Havana, Cuba, Aug 10.- Pernod Ricard, the world’s second-biggest liquor maker, announced in Paris that it will continue fighting to stop U.S.-based Bacardi from misusing Cuban rum’s ‘Havana Club’ name in the U.S. market.
After a controversial ruling by U.S. Court of Appeal for the Third Circuit, Pernod Ricard USA pledged to continue fighting to prevent the
unlawful exploitation of the Havana Club name, says a press release posted by the Cuban Ministry for Foreign Affairs.
Pernod Ricard General Counsel Ian FitzSimons stated the company’s disagreement with the Court’s ruling that tolerates the circulation of rum labeled ‘Havana’ eventhough the product has no connections whatsoever with Cuba.
"We are determined to continue fighting for fair competition in the U.S. market where ownership of the ‘Havana Club’ trademark dates back to 1976,” FitzSimons said.
In a statement given to Prensa Latina, the French giant spirits distributor, which had business deals for 7.8 billion Euros in 2009-2010,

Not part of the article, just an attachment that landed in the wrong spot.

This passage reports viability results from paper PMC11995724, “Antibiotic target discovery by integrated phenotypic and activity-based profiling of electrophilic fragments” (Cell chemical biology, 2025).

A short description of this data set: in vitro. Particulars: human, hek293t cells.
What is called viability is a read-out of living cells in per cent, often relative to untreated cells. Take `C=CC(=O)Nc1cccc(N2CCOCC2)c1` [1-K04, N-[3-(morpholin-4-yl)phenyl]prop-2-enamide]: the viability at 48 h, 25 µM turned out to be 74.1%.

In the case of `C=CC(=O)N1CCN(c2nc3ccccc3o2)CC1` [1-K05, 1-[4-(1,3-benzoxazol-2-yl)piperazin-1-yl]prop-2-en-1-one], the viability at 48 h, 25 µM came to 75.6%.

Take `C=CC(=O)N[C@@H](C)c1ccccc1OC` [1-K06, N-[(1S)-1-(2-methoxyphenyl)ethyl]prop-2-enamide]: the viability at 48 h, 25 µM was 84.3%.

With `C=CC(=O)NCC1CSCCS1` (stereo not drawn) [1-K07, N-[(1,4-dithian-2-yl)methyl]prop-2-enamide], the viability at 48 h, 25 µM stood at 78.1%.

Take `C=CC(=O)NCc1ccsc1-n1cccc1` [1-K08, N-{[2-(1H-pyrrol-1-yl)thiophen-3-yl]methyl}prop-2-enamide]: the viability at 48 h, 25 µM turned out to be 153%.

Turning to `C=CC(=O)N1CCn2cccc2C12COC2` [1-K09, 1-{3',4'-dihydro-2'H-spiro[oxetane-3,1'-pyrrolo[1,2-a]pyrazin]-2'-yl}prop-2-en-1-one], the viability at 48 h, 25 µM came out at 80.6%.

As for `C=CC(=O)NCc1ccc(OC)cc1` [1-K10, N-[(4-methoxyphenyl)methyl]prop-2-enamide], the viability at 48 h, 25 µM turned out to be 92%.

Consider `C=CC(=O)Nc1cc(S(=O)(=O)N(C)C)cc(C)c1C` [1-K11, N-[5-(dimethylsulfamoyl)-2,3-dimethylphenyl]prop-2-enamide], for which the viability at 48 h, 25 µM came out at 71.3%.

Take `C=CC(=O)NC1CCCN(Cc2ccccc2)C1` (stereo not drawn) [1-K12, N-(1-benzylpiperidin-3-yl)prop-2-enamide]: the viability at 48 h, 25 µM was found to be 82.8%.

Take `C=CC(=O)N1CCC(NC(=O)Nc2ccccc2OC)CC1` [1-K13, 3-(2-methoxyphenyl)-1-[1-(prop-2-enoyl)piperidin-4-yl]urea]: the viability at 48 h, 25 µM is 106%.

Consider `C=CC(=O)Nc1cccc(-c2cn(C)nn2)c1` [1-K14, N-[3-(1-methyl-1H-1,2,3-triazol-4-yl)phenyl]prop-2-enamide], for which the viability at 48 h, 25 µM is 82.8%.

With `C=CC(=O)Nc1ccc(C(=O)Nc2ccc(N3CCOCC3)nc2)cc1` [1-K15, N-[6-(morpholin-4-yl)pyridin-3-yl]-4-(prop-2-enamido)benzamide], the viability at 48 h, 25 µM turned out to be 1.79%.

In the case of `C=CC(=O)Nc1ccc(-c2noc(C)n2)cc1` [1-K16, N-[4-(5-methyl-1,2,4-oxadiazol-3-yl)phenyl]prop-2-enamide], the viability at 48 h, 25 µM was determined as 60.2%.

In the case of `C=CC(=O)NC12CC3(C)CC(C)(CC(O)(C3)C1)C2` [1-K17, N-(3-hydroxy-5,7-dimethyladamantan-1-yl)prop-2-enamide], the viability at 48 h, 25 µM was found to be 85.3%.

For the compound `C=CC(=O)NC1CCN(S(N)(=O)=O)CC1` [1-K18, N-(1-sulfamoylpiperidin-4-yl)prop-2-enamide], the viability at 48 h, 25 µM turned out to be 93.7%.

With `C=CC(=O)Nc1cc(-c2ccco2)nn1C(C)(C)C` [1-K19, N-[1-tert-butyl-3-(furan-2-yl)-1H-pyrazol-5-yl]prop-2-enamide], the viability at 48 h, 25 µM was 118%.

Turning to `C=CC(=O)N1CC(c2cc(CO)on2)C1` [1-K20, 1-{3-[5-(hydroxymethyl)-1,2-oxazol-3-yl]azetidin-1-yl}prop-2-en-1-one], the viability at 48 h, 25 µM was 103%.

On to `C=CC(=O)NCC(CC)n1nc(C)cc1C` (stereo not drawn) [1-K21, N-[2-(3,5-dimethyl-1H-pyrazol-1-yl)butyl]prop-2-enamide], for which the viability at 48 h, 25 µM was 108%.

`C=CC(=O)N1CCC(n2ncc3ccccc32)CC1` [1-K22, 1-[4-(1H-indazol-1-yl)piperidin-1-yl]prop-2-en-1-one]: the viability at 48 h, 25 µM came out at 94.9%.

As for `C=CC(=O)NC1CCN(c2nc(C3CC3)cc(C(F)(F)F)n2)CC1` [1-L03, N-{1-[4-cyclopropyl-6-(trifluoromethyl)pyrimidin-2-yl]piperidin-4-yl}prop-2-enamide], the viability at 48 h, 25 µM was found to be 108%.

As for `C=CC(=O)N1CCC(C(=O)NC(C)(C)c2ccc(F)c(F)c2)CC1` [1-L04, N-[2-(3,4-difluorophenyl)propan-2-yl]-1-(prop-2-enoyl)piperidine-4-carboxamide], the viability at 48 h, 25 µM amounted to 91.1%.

regrets that the Philadelphia Court turned a blind eye to opinion polls in the U.S. in which consumers consider marketing rum that doesn’t meet the authentic Havana Club’s quality standards a fiasco.
The French company highlighted that in nearly 15 years it has sold millions of cases of authentic Havana Club rum in more than 120 countries through a joint venture between Pernod Ricard and the Cuba Ron Corporation; however, the company can not market the Cuban product in the U.S. because of Washington's economic blockade against Cuba.
Since 2002, the Dispute Settlement Body of the World Trade Organization based in Geneva declared Washington’s Section 211 supporting Bacardi’s use of the Havana Club trademark, among others, as unacceptable. (ACN).